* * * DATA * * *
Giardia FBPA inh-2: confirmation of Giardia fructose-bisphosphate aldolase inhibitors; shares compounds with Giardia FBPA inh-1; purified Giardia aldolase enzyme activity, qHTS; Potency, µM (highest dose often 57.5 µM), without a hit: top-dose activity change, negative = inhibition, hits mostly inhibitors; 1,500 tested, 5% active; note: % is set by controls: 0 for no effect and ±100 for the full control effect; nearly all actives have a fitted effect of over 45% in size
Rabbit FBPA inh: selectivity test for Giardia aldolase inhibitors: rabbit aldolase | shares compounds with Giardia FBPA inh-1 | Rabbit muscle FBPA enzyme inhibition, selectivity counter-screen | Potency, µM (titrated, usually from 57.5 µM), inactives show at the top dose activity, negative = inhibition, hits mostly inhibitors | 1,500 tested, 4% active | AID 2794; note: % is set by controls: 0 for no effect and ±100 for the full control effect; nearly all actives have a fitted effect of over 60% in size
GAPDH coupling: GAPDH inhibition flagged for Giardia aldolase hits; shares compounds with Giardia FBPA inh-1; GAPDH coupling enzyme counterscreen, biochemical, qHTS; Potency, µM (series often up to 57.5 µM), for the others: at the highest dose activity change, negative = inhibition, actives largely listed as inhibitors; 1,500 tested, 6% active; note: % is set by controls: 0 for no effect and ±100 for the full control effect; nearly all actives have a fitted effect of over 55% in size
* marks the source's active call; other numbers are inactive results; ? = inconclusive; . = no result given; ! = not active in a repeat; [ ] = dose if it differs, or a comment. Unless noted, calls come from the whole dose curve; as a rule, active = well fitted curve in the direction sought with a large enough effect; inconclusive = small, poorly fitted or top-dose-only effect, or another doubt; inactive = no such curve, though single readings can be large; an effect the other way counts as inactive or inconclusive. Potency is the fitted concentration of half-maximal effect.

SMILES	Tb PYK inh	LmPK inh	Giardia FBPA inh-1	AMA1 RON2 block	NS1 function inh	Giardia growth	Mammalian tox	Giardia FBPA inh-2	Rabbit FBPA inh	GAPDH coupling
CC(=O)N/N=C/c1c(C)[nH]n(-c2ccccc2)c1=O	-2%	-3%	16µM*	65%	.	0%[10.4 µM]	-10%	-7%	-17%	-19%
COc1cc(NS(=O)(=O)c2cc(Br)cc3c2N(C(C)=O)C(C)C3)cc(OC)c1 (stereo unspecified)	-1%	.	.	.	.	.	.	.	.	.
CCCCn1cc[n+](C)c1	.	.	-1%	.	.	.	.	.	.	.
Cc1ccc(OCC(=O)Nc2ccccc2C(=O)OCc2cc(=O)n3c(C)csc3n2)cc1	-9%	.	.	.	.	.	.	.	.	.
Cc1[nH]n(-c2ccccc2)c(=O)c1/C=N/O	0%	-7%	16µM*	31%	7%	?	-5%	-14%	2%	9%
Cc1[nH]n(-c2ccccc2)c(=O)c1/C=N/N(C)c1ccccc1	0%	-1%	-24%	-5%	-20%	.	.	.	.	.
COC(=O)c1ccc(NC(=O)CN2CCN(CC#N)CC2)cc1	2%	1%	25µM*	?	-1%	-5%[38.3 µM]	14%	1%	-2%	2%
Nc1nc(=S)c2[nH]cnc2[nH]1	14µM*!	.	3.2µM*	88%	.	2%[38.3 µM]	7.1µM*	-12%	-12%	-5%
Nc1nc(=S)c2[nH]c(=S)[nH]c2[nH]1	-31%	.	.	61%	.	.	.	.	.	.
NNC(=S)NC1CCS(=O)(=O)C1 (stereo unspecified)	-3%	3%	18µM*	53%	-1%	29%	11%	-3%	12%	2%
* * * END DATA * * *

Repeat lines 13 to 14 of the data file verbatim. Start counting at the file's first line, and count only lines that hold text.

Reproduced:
Nc1nc(=S)c2[nH]cnc2[nH]1	14µM*!	.	3.2µM*	88%	.	2%[38.3 µM]	7.1µM*	-12%	-12%	-5%
Nc1nc(=S)c2[nH]c(=S)[nH]c2[nH]1	-31%	.	.	61%	.	.	.	.	.	.